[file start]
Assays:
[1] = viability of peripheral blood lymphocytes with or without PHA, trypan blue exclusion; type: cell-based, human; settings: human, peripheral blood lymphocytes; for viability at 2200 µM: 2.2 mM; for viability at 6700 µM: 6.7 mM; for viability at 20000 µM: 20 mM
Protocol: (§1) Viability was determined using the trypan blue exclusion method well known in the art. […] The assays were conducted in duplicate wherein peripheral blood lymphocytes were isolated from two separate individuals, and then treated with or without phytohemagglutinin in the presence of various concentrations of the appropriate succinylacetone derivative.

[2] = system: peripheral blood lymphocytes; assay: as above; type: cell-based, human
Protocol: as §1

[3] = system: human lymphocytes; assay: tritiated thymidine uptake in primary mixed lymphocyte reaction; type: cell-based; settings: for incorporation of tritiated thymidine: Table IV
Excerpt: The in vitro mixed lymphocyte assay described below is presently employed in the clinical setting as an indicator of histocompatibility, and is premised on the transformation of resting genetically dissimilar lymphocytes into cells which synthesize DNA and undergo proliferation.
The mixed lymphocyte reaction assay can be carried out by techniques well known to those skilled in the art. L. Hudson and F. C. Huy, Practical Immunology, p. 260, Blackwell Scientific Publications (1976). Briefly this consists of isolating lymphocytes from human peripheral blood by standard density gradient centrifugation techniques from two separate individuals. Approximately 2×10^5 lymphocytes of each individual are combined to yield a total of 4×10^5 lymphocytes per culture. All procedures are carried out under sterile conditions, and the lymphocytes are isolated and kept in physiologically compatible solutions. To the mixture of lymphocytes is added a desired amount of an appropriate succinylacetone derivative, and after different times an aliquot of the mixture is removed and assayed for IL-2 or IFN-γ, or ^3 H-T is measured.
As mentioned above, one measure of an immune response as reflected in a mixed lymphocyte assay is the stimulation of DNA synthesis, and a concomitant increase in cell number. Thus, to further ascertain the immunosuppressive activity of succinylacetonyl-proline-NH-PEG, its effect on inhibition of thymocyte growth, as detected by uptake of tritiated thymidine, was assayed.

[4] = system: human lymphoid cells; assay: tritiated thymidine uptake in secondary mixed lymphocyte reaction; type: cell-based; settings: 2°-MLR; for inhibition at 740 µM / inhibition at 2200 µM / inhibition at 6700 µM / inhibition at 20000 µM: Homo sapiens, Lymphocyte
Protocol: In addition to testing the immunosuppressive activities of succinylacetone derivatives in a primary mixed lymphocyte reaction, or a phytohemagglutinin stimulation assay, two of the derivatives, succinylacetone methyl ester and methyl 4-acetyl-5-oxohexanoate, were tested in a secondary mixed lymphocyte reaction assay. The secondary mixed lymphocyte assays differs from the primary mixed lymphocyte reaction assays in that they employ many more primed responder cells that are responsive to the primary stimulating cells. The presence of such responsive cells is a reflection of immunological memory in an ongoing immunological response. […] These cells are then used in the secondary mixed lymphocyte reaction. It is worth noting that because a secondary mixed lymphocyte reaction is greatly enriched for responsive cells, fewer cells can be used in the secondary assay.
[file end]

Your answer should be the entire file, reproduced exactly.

Assays:
[1] = viability of peripheral blood lymphocytes with or without PHA, trypan blue exclusion; type: cell-based, human; settings: human, peripheral blood lymphocytes; for viability at 2200 µM: 2.2 mM; for viability at 6700 µM: 6.7 mM; for viability at 20000 µM: 20 mM
Protocol: (§1) Viability was determined using the trypan blue exclusion method well known in the art. […] The assays were conducted in duplicate wherein peripheral blood lymphocytes were isolated from two separate individuals, and then treated with or without phytohemagglutinin in the presence of various concentrations of the appropriate succinylacetone derivative.

[2] = system: peripheral blood lymphocytes; assay: as above; type: cell-based, human
Protocol: as §1

[3] = system: human lymphocytes; assay: tritiated thymidine uptake in primary mixed lymphocyte reaction; type: cell-based; settings: for incorporation of tritiated thymidine: Table IV
Excerpt: The in vitro mixed lymphocyte assay described below is presently employed in the clinical setting as an indicator of histocompatibility, and is premised on the transformation of resting genetically dissimilar lymphocytes into cells which synthesize DNA and undergo proliferation.
The mixed lymphocyte reaction assay can be carried out by techniques well known to those skilled in the art. L. Hudson and F. C. Huy, Practical Immunology, p. 260, Blackwell Scientific Publications (1976). Briefly this consists of isolating lymphocytes from human peripheral blood by standard density gradient centrifugation techniques from two separate individuals. Approximately 2×10^5 lymphocytes of each individual are combined to yield a total of 4×10^5 lymphocytes per culture. All procedures are carried out under sterile conditions, and the lymphocytes are isolated and kept in physiologically compatible solutions. To the mixture of lymphocytes is added a desired amount of an appropriate succinylacetone derivative, and after different times an aliquot of the mixture is removed and assayed for IL-2 or IFN-γ, or ^3 H-T is measured.
As mentioned above, one measure of an immune response as reflected in a mixed lymphocyte assay is the stimulation of DNA synthesis, and a concomitant increase in cell number. Thus, to further ascertain the immunosuppressive activity of succinylacetonyl-proline-NH-PEG, its effect on inhibition of thymocyte growth, as detected by uptake of tritiated thymidine, was assayed.

[4] = system: human lymphoid cells; assay: tritiated thymidine uptake in secondary mixed lymphocyte reaction; type: cell-based; settings: 2°-MLR; for inhibition at 740 µM / inhibition at 2200 µM / inhibition at 6700 µM / inhibition at 20000 µM: Homo sapiens, Lymphocyte
Protocol: In addition to testing the immunosuppressive activities of succinylacetone derivatives in a primary mixed lymphocyte reaction, or a phytohemagglutinin stimulation assay, two of the derivatives, succinylacetone methyl ester and methyl 4-acetyl-5-oxohexanoate, were tested in a secondary mixed lymphocyte reaction assay. The secondary mixed lymphocyte assays differs from the primary mixed lymphocyte reaction assays in that they employ many more primed responder cells that are responsive to the primary stimulating cells. The presence of such responsive cells is a reflection of immunological memory in an ongoing immunological response. […] These cells are then used in the secondary mixed lymphocyte reaction. It is worth noting that because a secondary mixed lymphocyte reaction is greatly enriched for responsive cells, fewer cells can be used in the secondary assay.